So now Aquaman has an Atlantis mystery to solve! Who sank Atlantis and what did the Atlantean royal family have to do with it?

After this, Aquaman is saved by the U.S. Navy and everybody has a good time making Aquaman in the desert jokes!

Next issue:

This comic continues to be well put together. Because of the foundation Johns has made in the first few issues (the first one in particular, which started nice and slow and didn't introduce a big bad enemy until the last page), this comic can begin to meander. It can take its time because it doesn't waste time. Supergirl is the opposite of this. It's wasting time and not giving anything to care about.

Aquaman has his relationship with Mera, his relationship with his father (which encompasses a whole bunch of issues including his mermaid mother and what happened to her), hell, his relationship with the public. The first storyline left a nice bunch of questions about the Atlanteans and what they were doing so deep in the ocean. This comic follows up on that and also includes some moments with Aquaman and his father. Although it's a hallucination, we still get to see how Aquaman perceives himself through his father's and the public's eyes.

And we get some more jokes at Aquaman's expense to show that the public is ready for Aquaman to just be a giant embarrassment!

And at only 20 pages per comic, Johns has packed a lot of history into this comic so far. History that makes a difference to the character and isn't just mentioned because it makes a good bit of writing and then it's forgotten. I'm looking at you, J.T. Krul and the opening to Captain Atom #3 which would make for a really good starting off point for the character! But noooooo, it's forgotten almost immediately to be replaced by the whole "I'm so fucking lonely" routine.

The Flash #5

That's never stopped The Flash before!

Last issue, we learned all about the lameness of Mob Rule! And one of the issues before that, we learned that if The Flash learns how to meditate just right, he can think super fast which somehow allows him to see the future!

He also had a minor crossover with Captain Atom over in Captain Atom's comic. I'd stay away from that stinking pile of manure, if I were you Flash! Run far away from that comic! Ha ha! There was also something about a tank that was in the middle east where Flash met Captain Atom and then it appeared in the Badlands in South Dakota in The Flash comic. I have no idea how the tank got there. Perhaps Captain Atom isn't turning things into other things at all! Maybe he's teleporting things away and teleporting other thing in to take their place. Hmm? HMMM?!

Fuck Captain Atom. His comic doesn't have much longer anyway. Let's get back to The Flash!

Here's an early page that shows the super villains breaking out of the high security jail. And the female journalist who was caught up in the whole shebang.

I really like the panels set over the image of the tiny people climbing down the cliff to the bay to escape jail.

I really like the art in this comic. What's more, the artist and the inker are co-writing the book. So just about everything you see on the pages is the work of Francis Manapul and Brian Buccellato (Wes Abbott does lettering!). And the comic has some fun stuff going for it. I actually think this comic can make the biggest jump up the rankings as soon as this Mob Rule storyline is over. The only reason The Flash is currently ranked 12 out of 16 comics I've read is they're spending way too much time on Mob Rule. Hopefully this comic will end that storyline and we'll get a real Super Villain of the Month in these pages instead of this friend of Flash whose clones just want to live crap.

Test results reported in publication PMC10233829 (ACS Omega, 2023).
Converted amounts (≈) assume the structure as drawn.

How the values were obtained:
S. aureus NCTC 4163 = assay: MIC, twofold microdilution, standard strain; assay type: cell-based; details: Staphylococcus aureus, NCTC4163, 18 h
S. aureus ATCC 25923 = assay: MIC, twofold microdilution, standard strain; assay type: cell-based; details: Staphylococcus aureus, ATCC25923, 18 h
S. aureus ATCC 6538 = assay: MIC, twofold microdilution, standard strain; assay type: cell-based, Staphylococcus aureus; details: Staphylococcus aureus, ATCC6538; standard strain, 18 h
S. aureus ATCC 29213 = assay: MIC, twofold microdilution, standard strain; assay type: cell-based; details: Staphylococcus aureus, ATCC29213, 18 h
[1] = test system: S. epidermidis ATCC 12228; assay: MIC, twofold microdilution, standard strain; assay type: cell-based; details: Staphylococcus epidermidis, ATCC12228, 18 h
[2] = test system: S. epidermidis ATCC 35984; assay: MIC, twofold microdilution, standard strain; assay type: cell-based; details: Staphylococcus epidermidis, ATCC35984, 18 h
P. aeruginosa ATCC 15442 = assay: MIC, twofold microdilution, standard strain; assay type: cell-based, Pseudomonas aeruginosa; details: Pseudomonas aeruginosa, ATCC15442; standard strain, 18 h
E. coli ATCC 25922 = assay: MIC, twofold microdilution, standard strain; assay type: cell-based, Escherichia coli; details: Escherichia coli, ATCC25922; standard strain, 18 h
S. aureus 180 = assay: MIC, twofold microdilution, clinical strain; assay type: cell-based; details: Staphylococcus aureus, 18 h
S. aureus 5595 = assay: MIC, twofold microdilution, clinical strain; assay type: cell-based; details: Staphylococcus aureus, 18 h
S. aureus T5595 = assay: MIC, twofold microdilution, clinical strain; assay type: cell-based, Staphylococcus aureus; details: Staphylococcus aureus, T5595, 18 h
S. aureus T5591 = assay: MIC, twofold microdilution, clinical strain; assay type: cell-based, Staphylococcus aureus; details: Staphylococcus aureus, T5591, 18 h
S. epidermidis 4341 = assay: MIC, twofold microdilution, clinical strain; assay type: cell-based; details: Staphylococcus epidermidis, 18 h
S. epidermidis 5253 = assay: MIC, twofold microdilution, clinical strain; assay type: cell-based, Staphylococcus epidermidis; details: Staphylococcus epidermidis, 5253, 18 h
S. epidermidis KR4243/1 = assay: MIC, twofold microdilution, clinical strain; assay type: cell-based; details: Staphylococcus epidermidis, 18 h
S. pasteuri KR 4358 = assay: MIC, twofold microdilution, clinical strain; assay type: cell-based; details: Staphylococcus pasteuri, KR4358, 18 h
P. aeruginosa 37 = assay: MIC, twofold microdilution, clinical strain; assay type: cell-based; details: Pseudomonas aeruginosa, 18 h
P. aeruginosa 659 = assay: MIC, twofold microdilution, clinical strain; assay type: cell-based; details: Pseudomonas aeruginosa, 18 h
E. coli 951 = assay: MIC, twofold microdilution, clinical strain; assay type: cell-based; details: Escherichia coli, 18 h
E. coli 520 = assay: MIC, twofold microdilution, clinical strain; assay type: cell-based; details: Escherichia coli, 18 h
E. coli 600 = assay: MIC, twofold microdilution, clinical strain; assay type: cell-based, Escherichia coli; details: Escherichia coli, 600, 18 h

Thankfully, Flash notices the ice in the river and he heads off to investigate the prison. Because ice always means Captain Cold! It also means The Flash gets to run into some actual super villains that aren't nice guys! Here we see him doing something to The Folded Man, Tar Pit, and Girder!

This is the same thing that crazy inmate did to Clarice Starling in Silence of the Lambs.

Actually, I think The Flash removed all the ice from the frozen guards and then threw it at the villains. It's hard to tell exactly though because The Flash unfreezing guards looks like this:

So far, I think The Folded Man is the only new villain name I like. And I like the way he looks! I'm excited to learn more about him. Of course, he may not be new. But I'm taking a wild guess he is since Girder and Tar Pit sound like stupid new villains!

Bukakeing the villains left them in an unconscious and disgusting heap for the guards to take care of. But Flash does explain that he used friction to thaw the guards. Who would have guessed?!

Oh, and I'm giving this issue 2 Speed Force Points for Iris West (who Flash saves from those villains he splooshed) saying that a story she was working on 'got put on ice' due to Captain Cold and her telling The Flash, "Guess you've gotta run."

I didn't know he could give speed piggy back rides. Won't her face melt off?

Afterward, The Flash hunts down Dr. Elias and Manuel and Mob Rule. Elias has a set-up that will use Manuel's body as a source to rewrite the DNA of Mob Rule so they stop dropping like flies. But something goes wrong. The machine is working but it's also about to explode.